Ingenious and moving novel on loss of language written from the perspective of an Alzheimer’s disease patient
The boundaries of reality are tested in Out of Mind, a tender and almost microscopical examination of senility, written from the perspective of an Alzheimer’s patient. The novel, originally published in 1983, was the breakthrough of J. Bernlef, author of more than 50 works of fiction, poetry, nonfiction and drama, and is still one of the most-read novels in Dutch literature with its unique and fascinating narrative.
Bernlef’s most important themes – forgetting, vanishing, remembering – have an important place in the novel that marked his 1984 breakthrough to a broad readership. Out of Mind is the first-person account of a Dutch immigrant in the snowy landscape of North America whose dementia is steadily worsening. ‘Memories can sometimes be temporarily out of reach, just like words,’ thinks Maarten Klein at the beginning of the story, ‘but surely they can’t disappear completely while you’re alive.’
It is of course a vain hope. Alzheimer’s disease is inexorable, even if it rarely takes effect so rapidly as in Bernlef’s central character and even if few patients remain so eloquent. His illness takes him into a swift descent that begins with ordinary moments of forgetfulness – the time of day, someone’s name, a misplaced item – and spirals into the ultimate terror where he cannot trust his perceptions any longer and is left spinning in a whirlpool of fragmented images.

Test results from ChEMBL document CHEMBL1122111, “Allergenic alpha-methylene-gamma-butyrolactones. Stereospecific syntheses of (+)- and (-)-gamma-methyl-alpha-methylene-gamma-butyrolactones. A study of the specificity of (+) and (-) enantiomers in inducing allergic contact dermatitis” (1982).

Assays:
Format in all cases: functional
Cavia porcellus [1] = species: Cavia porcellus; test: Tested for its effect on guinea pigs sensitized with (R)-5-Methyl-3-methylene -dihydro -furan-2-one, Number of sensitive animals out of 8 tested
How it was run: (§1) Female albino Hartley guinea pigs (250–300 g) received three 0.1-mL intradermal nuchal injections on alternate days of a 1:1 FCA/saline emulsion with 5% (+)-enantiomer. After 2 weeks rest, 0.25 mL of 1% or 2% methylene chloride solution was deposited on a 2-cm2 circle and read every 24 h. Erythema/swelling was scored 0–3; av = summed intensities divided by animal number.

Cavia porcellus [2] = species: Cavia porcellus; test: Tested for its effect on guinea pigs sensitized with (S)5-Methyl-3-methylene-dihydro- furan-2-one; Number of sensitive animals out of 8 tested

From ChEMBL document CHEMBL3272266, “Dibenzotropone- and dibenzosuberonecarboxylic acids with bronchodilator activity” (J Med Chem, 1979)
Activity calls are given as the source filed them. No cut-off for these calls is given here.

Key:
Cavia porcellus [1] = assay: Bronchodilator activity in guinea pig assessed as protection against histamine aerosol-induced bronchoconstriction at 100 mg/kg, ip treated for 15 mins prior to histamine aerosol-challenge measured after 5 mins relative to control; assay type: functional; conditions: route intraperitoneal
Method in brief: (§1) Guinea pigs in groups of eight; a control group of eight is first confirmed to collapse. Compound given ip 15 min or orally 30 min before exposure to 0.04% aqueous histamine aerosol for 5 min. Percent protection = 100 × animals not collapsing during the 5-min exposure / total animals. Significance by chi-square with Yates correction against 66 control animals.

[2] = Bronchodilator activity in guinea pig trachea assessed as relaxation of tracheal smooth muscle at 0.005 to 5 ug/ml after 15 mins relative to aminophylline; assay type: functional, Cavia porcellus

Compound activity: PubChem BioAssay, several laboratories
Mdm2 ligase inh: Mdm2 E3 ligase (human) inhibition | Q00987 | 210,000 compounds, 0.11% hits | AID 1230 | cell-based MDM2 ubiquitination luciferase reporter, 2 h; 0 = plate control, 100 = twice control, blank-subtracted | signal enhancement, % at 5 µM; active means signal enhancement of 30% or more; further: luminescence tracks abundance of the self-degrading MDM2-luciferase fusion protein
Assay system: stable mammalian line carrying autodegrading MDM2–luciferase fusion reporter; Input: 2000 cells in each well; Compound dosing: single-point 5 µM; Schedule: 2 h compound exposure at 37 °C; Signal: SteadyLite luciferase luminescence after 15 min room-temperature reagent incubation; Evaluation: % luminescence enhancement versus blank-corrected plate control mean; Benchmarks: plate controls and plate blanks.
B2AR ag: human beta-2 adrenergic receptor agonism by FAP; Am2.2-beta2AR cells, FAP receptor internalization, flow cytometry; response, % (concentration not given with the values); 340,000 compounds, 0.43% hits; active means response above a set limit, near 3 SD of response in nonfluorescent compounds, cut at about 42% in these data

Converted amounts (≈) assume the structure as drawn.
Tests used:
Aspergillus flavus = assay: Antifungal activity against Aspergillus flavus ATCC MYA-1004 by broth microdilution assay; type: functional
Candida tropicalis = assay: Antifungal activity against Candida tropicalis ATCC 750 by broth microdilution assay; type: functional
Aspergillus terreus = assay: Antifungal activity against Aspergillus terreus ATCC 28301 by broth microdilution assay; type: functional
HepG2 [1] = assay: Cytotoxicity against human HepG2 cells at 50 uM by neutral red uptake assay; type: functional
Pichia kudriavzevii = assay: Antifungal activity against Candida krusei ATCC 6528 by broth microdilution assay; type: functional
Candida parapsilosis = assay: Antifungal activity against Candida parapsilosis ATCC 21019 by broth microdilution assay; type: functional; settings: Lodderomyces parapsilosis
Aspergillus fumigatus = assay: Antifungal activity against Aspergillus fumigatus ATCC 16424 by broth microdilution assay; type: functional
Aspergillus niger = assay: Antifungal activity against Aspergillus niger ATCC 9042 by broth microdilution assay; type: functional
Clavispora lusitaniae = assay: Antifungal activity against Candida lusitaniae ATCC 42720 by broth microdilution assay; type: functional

He tries to fight his disorientation by seeing it as normal for his age, tries to link it to childhood experiences of waking up when ‘the walls of your room were all wrong around you. In your mind you had to swivel the room around…’ Though his link to his world has been severed, he survives on internal monologues that are fed by surprisingly rich images.
In his effective choice of Maarten’s present-tense perspective, Bernlef forces his readers to participate in Maarten’s terrifying journey through an unfamiliar landscape. Maarten’s bewilderment mirrors the confusion he felt when he and his wife, Vera, first arrived in Gloucester (Mass.). Like all immigrants, they were confronted by the different language, the unknown region. But in this internal terrain of chaos, any adaptation is deceptive: moments shift, rules change and language ultimately fails. ‘I seem to lose words like another person loses blood.’
Bernlef has written a dark book about irreversible loss – loss of self, of language, of relationships, of memories. Although the voice at the end of the novel suggests hope, the situation is bleak: Maarten is removed from his home and taken to a hospital where he lies nearly incoherent, ‘hidden from the eye of the world.’